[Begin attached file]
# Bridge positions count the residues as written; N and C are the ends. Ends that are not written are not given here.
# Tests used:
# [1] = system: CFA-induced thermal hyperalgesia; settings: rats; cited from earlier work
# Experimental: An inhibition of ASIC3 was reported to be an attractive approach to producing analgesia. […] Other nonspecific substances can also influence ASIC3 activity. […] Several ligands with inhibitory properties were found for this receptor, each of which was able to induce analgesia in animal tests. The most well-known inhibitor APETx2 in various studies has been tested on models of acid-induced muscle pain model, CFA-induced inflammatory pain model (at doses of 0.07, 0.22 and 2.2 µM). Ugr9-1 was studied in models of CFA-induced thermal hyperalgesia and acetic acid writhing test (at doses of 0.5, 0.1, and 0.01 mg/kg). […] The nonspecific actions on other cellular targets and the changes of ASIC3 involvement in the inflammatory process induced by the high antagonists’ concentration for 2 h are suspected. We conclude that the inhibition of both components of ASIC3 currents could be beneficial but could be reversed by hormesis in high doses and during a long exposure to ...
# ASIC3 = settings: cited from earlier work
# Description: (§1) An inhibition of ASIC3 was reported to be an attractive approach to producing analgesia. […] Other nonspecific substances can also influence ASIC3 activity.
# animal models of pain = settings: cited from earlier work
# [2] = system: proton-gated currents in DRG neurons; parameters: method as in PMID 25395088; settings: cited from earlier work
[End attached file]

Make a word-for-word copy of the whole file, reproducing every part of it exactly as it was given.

# Bridge positions count the residues as written; N and C are the ends. Ends that are not written are not given here.
# Tests used:
# [1] = system: CFA-induced thermal hyperalgesia; settings: rats; cited from earlier work
# Experimental: An inhibition of ASIC3 was reported to be an attractive approach to producing analgesia. […] Other nonspecific substances can also influence ASIC3 activity. […] Several ligands with inhibitory properties were found for this receptor, each of which was able to induce analgesia in animal tests. The most well-known inhibitor APETx2 in various studies has been tested on models of acid-induced muscle pain model, CFA-induced inflammatory pain model (at doses of 0.07, 0.22 and 2.2 µM). Ugr9-1 was studied in models of CFA-induced thermal hyperalgesia and acetic acid writhing test (at doses of 0.5, 0.1, and 0.01 mg/kg). […] The nonspecific actions on other cellular targets and the changes of ASIC3 involvement in the inflammatory process induced by the high antagonists’ concentration for 2 h are suspected. We conclude that the inhibition of both components of ASIC3 currents could be beneficial but could be reversed by hormesis in high doses and during a long exposure to ...
# ASIC3 = settings: cited from earlier work
# Description: (§1) An inhibition of ASIC3 was reported to be an attractive approach to producing analgesia. […] Other nonspecific substances can also influence ASIC3 activity.
# animal models of pain = settings: cited from earlier work
# [2] = system: proton-gated currents in DRG neurons; parameters: method as in PMID 25395088; settings: cited from earlier work